Duhaime's Law Dictionary


Refugee Definition:

A person who is outside his state of origin or of residence, and cannot return for fear of human-rights related persecution.

Related Terms: Asylum, Asylum Shopping

The United Nations 1951 Convention Relating to the Status of Refugees, as amended by the 1966 Protocol, defines a refugee as an individual who:

"... owing to well-founded fear of being persecuted for reasons of race, religion, nationality, membership of a particular social group or political opinion, is outside the country of his nationality and is unable or, owing to such fear, is unwilling to avail himself of the protection of that country; or who, not having a nationality and being outside the country of his former habitual residence, is unable or, owing to such fear, is unwilling to return to it."

Also, from the Organization of American States, 1985:

"Persons who have fled their country because their lives, safety or freedom have been threatened by generalized violence, foreign aggression, internal conflicts, massive violations of human rights or other circumstances which have seriously disturbed public order."

In the United States, refugee is defined at Title 8 of the United States Code, §1101:

"[R]efugee means any person who is outside any country of such person’s nationality or, in the case of a person having no nationality, is outside any country in which such person last habitually resided, and who is unable or unwilling to return to, and is unable or unwilling to avail himself or herself of the protection of, that country because of persecution or a well-founded fear of persecution on account of race, religion, nationality, membership in a particular social group, or political opinion,

"... or ...

"In such special circumstances as the President after appropriate consultation … may specify, any person who is within the country of such person’s nationality or, in the case of a person having no nationality, within the country in which such person is habitually residing, and who is persecuted or who has a well-founded fear of persecution on account of race, religion, nationality, membership in a particular social group, or political opinion.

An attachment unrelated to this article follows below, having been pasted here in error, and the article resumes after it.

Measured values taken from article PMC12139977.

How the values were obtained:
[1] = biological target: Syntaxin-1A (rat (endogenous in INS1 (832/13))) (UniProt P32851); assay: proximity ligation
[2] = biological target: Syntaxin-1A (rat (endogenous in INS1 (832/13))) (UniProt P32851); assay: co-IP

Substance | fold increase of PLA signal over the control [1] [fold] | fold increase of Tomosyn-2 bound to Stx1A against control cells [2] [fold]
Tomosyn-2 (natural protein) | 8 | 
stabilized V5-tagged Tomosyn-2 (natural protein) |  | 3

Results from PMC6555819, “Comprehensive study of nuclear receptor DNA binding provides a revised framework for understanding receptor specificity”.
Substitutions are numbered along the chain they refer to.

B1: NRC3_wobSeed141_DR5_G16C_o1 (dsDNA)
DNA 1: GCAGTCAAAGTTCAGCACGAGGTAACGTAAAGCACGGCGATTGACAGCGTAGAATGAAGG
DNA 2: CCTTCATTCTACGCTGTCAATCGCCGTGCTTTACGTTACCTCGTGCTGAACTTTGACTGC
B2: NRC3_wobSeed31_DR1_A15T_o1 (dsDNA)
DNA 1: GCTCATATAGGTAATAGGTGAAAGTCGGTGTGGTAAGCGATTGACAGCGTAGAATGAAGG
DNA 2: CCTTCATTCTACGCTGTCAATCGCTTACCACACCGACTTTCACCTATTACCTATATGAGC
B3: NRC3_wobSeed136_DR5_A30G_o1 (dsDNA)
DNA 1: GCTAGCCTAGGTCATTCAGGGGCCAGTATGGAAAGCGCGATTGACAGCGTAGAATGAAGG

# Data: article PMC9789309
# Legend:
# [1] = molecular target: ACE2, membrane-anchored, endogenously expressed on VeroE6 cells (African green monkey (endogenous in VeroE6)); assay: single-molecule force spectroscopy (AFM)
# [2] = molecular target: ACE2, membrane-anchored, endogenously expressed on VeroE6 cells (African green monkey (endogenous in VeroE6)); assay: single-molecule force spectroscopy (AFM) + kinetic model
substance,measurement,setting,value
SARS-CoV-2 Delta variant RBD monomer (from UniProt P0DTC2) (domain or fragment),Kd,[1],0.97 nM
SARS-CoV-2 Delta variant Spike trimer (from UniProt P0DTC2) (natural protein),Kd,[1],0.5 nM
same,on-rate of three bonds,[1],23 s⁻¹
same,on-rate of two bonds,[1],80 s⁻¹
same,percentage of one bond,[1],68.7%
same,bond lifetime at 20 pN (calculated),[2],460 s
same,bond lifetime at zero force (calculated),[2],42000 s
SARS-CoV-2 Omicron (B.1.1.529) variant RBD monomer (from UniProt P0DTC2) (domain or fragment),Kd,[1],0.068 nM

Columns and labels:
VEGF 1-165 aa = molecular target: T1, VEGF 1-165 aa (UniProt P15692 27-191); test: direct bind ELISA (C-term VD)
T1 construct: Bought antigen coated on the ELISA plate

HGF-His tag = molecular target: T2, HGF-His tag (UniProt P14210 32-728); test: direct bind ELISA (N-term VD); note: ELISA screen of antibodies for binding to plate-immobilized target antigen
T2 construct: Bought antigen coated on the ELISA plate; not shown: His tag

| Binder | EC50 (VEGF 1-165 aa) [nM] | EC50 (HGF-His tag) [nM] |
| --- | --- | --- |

"The term refugee does not include any person who ordered, incited, assisted, or otherwise participated in the persecution of any person on account of race, religion, nationality, membership in a particular social group, or political opinion.

"For purposes of determinations under this chapter, a person who has been forced to abort a pregnancy or to undergo involuntary sterilization, or who has been persecuted for failure or refusal to undergo such a procedure or for other resistance to a coercive population control program, shall be deemed to have been persecuted on account of political opinion, and a person who has a well founded fear that he or she will be forced to undergo such a procedure or subject to persecution for such failure, refusal, or resistance shall be deemed to have a well founded fear of persecution on account of political opinion."

Many states give priority to refugees in the acceptance of applicants for immigration and on that basis, qualification as a refugee is essential.

In Ward v Canada, Canada's Supreme Court spoke of the:

"... rationale underlying the international refugee protection regime, for this permeates the interpretation of the various terms requiring examination. International refugee law was formulated to serve as a back-up to the protection one expects from the state of which an individual is a national. It was meant to come into play only in situations when that protection is unavailable, and then only in certain situations. The international community intended that persecuted individuals be required to approach their home state for protection before the responsibility of other states becomes engaged.... as surrogate or substitute protection, activated only upon failure of national protection."

In that decision, the Court also clarified that the state from which refugee status was being sought, needed not to be complicit in the alleged persecution or the "well-founded fear".

Further, in Ward, the Court determined that if a refugee claimant established "fear", she or he might benefit from a presumption:

"... that persecution will be likely, and the fear well-founded, if there is an absence of state protection.....

"What exactly must a claimant do to establish fear of persecution? ...(T)he test is bipartite: (1) the claimant must subjectively fear persecution; and (2) this fear must be well-founded in an objective sense.

"In summary, I find that state complicity is not a necessary component of persecution, either under the unwilling or under the unable branch of the definition. A subjective fear of persecution combined with state inability to protect the claimant creates a presumption that the fear is well-founded. The danger that this presumption will operate too broadly is tempered by a requirement that clear and convincing proof of a state's inability to protect must be advanced."

References:

  • United Nations High Commission for Refugees (UNHCR) at unhcr.org
  • Vasquez v INS, 177 F. 3d 62 (1999)
  • Ward v Canada, [1993] 2 SCR 689

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